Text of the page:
Home Man
Today's Posts

Linux & Unix Commands - Search Man Pages
Man Page or Keyword Search:
Select Section of Man Page:
Select Man Page Repository:

CentOS 7.0 - man page for module (centos section 1)

MODULE(1)				 Modules package				MODULE(1)

       module - command interface to the Modules package

       module [ switches ] [ sub-command ] [ sub-command-args ]

       module  is  a user interface to the Modules package.  The Modules package provides for the
       dynamic modification of the user's environment via modulefiles.

       Each modulefile contains the information needed to configure the shell for an application.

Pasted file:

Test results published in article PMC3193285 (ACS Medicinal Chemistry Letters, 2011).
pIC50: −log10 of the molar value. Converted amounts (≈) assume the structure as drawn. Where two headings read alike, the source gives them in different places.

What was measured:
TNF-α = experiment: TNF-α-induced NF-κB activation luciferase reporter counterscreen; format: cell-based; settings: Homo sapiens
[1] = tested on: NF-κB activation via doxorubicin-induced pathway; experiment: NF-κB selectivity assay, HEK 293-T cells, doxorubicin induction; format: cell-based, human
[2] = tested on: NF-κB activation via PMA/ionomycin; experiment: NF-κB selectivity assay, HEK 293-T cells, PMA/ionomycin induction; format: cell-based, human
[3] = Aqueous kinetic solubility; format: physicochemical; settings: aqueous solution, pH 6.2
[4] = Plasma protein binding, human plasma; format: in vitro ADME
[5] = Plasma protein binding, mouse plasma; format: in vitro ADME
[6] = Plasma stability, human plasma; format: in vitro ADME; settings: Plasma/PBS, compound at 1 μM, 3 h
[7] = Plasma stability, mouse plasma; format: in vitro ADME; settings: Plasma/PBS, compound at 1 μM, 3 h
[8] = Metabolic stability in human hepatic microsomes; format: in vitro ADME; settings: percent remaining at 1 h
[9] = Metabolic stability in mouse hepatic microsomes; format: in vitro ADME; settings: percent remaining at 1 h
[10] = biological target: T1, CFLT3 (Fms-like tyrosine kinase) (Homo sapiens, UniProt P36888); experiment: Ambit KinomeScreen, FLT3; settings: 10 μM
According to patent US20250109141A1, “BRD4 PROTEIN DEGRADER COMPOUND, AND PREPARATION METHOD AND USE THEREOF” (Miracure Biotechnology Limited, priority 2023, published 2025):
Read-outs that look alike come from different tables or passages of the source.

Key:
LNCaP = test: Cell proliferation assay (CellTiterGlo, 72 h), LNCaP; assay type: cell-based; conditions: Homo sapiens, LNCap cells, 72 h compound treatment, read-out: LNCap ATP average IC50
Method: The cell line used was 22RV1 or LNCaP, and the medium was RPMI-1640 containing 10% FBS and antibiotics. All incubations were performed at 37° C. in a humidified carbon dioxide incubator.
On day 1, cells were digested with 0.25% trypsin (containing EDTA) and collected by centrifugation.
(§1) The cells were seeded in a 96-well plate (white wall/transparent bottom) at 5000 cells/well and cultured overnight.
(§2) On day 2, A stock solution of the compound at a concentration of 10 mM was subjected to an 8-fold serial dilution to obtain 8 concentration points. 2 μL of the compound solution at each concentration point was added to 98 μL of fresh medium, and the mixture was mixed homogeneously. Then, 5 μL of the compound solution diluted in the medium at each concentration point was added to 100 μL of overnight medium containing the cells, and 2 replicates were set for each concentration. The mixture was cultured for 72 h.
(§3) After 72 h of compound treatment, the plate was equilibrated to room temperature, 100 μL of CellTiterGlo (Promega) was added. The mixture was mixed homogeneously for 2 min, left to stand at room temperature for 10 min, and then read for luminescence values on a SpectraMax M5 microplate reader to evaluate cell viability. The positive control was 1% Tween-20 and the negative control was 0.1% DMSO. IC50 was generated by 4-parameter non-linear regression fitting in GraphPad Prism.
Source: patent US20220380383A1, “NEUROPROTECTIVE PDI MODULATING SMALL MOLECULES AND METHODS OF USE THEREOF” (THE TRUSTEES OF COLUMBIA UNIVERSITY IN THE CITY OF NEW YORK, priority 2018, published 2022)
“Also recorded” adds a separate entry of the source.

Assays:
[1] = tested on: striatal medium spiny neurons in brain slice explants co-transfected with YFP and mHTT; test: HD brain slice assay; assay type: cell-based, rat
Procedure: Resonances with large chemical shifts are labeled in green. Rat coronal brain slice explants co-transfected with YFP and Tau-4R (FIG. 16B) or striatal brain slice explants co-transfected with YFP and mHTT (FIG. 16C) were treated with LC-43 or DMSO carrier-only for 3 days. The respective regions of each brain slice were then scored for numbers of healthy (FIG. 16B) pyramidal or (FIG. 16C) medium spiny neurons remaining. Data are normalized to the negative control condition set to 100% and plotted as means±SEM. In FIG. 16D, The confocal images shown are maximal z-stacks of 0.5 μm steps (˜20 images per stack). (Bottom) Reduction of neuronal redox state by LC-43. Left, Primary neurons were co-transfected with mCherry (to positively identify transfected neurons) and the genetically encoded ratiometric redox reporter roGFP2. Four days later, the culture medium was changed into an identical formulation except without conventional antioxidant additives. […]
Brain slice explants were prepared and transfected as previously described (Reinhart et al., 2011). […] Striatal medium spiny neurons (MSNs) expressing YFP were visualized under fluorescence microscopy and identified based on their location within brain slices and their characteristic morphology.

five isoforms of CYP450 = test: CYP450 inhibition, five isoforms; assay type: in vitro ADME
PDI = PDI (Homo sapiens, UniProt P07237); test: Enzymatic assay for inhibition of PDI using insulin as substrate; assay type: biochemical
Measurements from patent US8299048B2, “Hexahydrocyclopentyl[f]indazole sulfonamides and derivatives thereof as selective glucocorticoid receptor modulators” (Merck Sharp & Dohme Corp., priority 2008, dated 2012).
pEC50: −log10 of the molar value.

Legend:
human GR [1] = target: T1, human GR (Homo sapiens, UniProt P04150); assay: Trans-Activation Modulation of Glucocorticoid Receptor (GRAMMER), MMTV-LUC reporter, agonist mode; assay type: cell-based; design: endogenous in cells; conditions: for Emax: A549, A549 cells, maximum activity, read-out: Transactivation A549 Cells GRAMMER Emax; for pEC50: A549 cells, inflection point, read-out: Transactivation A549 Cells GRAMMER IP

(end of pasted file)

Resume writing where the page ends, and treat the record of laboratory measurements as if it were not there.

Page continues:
Once  the  Modules package is initialized, the environment can be modified on a per-module
       basis using the	module	command  which	interprets  modulefiles.   Typically  modulefiles
       instruct  the  module  command  to  alter or set shell environment variables such as PATH,
       MANPATH, etc.  modulefiles may be shared by many users on a  system  and  users	may  have
       their own collection to supplement or replace the shared modulefiles.

       The  modulefiles  are  added to and removed from the current environment by the user.  The
       environment changes contained in a modulefile can be summarized through the module command
       as  well.   If  no arguments are given, a summary of the module usage and sub-commands are

       The action for the module command  to  take  is	described  by  the  sub-command  and  its
       associated arguments.

   Package Initialization